The 'dark matter' of HR is employee engagement – here's how to master it

It's a fluid concept that leaders have long struggled to understand and capitalize on

The 'dark matter' of HR is employee engagement – here's how to master it

In astrophysics, dark matter is a material that makes up 83% of all matter in the universe—four times more common than regular matter. However, dark matter emits no light. It’s completely invisible to our eyes, our telescopes, and our machines. We only know that this influential matter exists by the effects it has on other, more visible objects, such as stars or planets. Speaking to HRD, Steve Sonnenberg, founder and CEO of Awardco, told us that he believes elusive employee engagement is the dark matter of the HR world.

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“Engagement is massively influential on vital aspects of any business, such as productivity, retention, and motivation,” he told HRD. “But engagement is also a vague, nebulous concept that’s hard to pin down. It’s not limited to employee happiness, satisfaction, or commitment - though it encompasses all of those - which makes engagement hard to define and even harder to measure.”

Employee engagement has always been the holy grail of HR. It’s a somewhat fluid concept that’s very hard to detect and measure – but one that’s heralded as the lynchpin of organizational success. HR leaders have long grappled with how exactly the can monitor and improve engagement – something which Sonnenberg thinks is no secret at all.

“The secret to employee engagement isn’t really a secret at all,” he revealed. “The most important thing that any business leader can do to improve engagement levels is to show employees that they are cared for and valued, both professionally and personally. When talking about professional care, some of the strategies available include meaningful professional development opportunities and making sure each employee’s work clearly ties in with the company’s mission and goals. Leaders have to make sure employees know that their growth is a priority and their work is meaningful.

“For personal care, it’s crucial for leaders to show that they value an employee’s happiness more than the bottom line. Offer flexible scheduling to help employees maintain a work/life balance. Provide frequent, meaningful rewards and recognition for both work-related accomplishments and events like birthdays, holidays, and work anniversaries.”

So, how exactly can HR leaders measure real-time engagement?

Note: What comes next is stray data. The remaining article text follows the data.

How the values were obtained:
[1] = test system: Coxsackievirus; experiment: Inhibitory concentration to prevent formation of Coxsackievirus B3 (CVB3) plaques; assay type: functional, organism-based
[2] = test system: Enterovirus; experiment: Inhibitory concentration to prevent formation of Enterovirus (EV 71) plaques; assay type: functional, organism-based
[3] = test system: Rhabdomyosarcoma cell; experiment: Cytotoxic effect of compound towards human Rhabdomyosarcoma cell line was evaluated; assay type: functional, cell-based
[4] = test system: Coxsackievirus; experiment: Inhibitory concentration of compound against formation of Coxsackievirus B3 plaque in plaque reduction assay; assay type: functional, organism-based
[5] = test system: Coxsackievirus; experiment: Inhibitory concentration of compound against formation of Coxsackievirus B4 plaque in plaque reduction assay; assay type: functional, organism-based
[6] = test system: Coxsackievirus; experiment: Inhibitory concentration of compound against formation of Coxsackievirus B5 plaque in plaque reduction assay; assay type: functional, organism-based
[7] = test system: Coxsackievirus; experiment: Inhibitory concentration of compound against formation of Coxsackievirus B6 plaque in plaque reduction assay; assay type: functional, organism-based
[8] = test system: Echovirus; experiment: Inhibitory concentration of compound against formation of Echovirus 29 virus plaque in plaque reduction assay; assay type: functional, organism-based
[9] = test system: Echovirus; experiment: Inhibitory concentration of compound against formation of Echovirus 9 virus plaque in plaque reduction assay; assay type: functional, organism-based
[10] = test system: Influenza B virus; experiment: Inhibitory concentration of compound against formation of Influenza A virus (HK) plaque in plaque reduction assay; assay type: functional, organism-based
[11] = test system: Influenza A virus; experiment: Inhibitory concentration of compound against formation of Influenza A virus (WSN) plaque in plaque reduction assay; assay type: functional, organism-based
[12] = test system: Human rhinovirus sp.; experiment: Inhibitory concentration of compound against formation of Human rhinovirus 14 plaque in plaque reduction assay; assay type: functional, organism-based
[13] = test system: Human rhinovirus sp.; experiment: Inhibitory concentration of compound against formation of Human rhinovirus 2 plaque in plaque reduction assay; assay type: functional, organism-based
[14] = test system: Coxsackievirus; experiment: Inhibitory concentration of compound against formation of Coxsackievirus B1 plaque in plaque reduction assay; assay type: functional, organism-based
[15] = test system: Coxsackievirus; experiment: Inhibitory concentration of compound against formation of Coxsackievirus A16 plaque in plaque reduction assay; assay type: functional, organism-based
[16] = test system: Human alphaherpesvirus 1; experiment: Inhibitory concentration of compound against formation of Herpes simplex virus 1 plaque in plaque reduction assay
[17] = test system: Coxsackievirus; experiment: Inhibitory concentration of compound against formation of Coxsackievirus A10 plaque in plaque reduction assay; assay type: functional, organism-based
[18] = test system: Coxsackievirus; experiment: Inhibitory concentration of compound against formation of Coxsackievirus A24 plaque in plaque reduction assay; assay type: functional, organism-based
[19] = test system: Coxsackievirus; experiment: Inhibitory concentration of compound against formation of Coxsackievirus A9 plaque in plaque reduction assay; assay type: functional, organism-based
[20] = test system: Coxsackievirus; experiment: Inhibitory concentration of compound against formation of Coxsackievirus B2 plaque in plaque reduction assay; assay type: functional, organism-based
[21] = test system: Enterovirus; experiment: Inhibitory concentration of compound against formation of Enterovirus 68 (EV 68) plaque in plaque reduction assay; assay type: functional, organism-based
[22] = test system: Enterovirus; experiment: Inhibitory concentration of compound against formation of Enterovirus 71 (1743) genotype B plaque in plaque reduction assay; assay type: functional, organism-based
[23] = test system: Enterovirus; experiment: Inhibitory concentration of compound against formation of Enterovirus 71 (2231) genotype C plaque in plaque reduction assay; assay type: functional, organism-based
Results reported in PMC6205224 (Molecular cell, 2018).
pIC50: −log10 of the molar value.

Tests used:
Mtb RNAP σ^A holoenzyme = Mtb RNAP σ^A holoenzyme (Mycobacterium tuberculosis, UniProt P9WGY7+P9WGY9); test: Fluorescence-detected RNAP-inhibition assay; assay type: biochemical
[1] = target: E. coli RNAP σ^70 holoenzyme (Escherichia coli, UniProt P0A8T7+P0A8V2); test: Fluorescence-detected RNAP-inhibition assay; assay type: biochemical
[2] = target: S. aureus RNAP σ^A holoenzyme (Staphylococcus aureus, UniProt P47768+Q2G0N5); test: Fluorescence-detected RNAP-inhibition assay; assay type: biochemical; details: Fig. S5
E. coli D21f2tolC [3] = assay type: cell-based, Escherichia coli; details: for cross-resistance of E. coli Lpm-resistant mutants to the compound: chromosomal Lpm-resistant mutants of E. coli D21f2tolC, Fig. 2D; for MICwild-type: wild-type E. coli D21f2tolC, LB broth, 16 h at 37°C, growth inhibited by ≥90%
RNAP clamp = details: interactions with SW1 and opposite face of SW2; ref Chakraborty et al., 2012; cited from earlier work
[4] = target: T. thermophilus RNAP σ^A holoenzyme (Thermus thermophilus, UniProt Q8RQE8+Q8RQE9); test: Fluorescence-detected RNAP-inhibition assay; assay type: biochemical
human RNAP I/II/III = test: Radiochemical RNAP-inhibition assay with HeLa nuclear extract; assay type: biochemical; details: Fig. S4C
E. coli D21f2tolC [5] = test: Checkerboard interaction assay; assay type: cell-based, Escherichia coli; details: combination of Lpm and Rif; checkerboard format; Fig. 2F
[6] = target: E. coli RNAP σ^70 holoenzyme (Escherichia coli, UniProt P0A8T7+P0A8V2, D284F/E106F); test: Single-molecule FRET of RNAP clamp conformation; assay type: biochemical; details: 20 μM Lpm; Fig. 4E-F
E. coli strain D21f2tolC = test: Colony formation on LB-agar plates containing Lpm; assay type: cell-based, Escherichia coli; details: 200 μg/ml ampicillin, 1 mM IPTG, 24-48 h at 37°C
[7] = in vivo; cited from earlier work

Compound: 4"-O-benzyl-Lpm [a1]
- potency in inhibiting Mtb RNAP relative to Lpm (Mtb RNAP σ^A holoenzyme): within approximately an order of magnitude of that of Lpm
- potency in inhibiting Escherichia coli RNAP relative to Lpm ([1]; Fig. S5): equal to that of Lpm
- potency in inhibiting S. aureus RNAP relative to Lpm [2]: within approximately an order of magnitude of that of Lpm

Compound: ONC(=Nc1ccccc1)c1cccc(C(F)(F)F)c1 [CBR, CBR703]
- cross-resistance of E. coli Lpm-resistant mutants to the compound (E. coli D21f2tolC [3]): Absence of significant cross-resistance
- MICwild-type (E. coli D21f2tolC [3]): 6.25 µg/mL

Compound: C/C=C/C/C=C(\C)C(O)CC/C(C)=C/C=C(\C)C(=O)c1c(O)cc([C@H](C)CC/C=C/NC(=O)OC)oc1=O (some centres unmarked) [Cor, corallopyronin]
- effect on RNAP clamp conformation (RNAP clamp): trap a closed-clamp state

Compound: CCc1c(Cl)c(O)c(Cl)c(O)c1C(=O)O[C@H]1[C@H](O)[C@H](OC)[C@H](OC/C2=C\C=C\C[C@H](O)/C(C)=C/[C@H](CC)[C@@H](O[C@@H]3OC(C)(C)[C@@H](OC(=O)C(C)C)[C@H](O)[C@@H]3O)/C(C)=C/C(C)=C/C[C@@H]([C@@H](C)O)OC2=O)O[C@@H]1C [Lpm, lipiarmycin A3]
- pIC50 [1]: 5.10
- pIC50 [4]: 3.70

There’s a few effective methods for measuring real-time employee engagement – ones that have been tried and tested both pre and post-pandemic.

“One is anonymous pulse surveys sent out on a weekly basis,” added Sonnenberg. “These surveys should be comprehensive—they can’t simply ask ‘how are you feeling today?’ Surveys need to include questions relating to feedback, recognition, happiness, work relationships, and personal growth.”

The key to making pulse surveys effective is action. Once leaders know what their employees want, they must try implementing changes. Do employees bemoan the lack of flexibility?

“Find ways to increase that for them,” added Sonnenberg. “Do they wish they received more feedback from their managers? Train managers on providing helpful, frequent feedback, and make sure that gets done! If employees don’t see improvements after answering honestly on these surveys, both engagement and trust will decrease.”

Another similar method would be stay interviews. Many companies already do exit interviews, but those only provide insight into engagement when it’s too late. Stay interviews, on the other hand, help leaders learn why employees stay (not why they leave). These are great for helping leaders understand what is engaging employees already, and how those aspects can be improved.

Not all engagement measurement methods require interaction with employees, though. Businesses can use analytics, specifically absenteeism and retention information, to see how engaged their people are.

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“Do employees call in sick or use their PTO for mental health days often?” questioned Sonnenberg. “Are employees frequently late or gone on longer lunches than is recommended? While some of this is normal, frequent absences indicate employees aren’t invested or committed to their work. As for turnover, some of that is unavoidable and out of any leader’s control. However, if turnover rates are high, or if many people quit for similar work- or culture-related reasons, employees most likely don’t feel challenged, inspired, or valued by their organization—all of which are signs of low engagement.”

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